Cohabitation (Marvin Actions) (Unmarried)

Can Cohabitation Result In Financial Liability To The Other Party?

Unmarried parties residing together may be impacted by various laws that relate to family law. Cohabiting in a romantic relationship subjects a person to the Domestic Violence Protection Act (DVPA), and cohabitation may create property rights from an explicit or implicit agreement or contract. Rights arising out of cohabiting are based on contract law, not family law.

What is a Cohabitation “Marvin” Case?

Cohabitation can lead to civil litigation in a “Marvin case.” The phrase “Marvin case” refers to an Appellate Court case between Michelle Triola Marvin and Lee Marvin, the actor, where she sought property and support.  Michelle did not prevail in her case, but with a different set of facts, one could prevail in certain aspects.  A Marvin case is very different than a divorce. A party does not have the benefit of the Family Code in a Marvin Action. These matters are essentially civil matters, and not tried in a divorce court. Attorney fees cannot be collected from the other party. The party seeking relief has the burden of proof on all issues.  Like in any civil case, the litigants are entitled to a jury.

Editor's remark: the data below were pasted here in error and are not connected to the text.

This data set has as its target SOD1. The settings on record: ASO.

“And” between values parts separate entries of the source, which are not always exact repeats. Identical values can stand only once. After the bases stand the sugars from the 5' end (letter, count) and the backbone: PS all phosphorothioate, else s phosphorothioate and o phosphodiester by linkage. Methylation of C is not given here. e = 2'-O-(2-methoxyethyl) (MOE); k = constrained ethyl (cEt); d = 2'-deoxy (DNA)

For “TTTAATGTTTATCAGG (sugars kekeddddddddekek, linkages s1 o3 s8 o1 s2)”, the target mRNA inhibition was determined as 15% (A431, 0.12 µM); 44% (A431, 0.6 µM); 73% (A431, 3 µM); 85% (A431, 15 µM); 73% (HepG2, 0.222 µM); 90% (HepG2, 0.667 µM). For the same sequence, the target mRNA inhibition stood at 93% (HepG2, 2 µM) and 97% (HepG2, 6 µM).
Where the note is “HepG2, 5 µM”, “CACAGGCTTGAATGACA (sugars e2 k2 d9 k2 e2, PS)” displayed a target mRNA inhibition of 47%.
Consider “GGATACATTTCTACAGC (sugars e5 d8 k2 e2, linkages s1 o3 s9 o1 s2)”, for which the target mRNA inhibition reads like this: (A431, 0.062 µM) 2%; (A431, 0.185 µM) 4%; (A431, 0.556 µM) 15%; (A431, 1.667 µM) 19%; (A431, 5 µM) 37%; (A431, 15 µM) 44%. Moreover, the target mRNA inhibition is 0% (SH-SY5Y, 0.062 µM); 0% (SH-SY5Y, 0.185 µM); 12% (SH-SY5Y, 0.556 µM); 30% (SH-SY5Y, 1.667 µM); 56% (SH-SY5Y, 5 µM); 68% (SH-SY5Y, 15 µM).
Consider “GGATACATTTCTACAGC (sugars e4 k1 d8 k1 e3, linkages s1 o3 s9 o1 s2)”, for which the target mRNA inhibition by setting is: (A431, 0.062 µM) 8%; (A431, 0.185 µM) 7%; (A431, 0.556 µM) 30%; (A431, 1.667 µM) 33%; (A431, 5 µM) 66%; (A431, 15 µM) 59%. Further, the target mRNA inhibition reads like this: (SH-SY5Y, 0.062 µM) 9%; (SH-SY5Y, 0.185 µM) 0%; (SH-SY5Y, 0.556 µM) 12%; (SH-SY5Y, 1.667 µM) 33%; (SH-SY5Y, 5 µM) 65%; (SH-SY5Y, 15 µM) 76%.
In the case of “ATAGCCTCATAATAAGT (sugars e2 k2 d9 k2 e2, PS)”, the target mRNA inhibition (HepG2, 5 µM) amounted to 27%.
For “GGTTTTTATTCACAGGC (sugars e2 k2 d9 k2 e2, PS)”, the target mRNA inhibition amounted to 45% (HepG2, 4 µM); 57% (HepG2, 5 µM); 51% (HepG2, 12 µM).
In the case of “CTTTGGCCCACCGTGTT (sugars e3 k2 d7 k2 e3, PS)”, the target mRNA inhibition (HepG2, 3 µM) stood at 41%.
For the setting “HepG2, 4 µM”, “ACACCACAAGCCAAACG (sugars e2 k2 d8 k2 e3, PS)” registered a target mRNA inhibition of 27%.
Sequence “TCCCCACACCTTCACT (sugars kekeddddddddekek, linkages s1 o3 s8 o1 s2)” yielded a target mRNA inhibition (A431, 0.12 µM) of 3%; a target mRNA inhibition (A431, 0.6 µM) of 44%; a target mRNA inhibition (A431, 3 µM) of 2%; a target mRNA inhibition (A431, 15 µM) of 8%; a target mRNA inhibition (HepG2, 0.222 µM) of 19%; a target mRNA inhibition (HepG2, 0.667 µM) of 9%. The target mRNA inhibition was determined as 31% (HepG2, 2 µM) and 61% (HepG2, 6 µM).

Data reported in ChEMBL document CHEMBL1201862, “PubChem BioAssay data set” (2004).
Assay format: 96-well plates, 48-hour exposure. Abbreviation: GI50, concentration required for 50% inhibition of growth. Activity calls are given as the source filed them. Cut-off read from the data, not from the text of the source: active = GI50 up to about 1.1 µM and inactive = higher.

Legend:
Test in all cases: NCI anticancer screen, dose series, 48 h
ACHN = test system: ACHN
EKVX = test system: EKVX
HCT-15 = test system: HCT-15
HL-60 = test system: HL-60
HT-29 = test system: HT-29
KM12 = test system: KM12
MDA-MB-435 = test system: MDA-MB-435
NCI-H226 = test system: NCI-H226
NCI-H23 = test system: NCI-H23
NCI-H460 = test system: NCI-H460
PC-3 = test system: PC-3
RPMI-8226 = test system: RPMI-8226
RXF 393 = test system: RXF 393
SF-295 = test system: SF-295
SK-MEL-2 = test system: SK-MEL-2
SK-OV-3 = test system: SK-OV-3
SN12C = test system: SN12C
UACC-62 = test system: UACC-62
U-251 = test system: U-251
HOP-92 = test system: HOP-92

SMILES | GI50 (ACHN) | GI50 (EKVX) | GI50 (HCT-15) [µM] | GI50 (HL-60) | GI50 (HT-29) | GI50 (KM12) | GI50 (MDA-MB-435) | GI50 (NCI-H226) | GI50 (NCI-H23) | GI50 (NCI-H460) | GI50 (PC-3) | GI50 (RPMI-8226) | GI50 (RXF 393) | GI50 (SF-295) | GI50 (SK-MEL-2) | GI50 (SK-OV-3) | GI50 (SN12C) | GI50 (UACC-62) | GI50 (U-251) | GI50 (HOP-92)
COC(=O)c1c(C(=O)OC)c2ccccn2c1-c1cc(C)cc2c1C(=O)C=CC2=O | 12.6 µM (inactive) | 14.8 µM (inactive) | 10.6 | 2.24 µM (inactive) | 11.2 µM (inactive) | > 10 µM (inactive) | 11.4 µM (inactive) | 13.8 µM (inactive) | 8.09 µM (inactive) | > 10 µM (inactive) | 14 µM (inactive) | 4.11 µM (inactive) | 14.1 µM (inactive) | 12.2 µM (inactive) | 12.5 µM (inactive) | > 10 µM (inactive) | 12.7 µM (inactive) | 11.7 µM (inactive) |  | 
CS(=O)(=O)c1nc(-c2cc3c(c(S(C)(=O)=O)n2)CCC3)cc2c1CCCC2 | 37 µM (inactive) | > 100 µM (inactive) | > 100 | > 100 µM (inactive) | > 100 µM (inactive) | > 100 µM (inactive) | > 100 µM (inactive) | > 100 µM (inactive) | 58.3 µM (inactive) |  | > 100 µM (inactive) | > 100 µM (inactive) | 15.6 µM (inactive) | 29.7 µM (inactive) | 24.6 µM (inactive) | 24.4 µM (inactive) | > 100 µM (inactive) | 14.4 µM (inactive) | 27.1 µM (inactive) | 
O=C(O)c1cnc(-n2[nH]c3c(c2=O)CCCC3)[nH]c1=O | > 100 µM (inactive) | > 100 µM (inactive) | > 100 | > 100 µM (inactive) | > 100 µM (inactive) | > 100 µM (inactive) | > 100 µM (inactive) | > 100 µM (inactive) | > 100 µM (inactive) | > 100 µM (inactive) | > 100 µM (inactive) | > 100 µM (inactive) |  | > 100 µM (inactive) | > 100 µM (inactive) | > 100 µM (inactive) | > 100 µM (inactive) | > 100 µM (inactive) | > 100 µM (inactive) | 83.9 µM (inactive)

Can Cohabitation Result in Parties Being Deemed to be Married?

California does not recognize common law marriage. There is no risk that cohabitation, for any length of time, will create marital property, marital rights, or a marriage itself. No community property is created during cohabitation. Some other states recognize common law marriages that are created by cohabitation for a set number of years.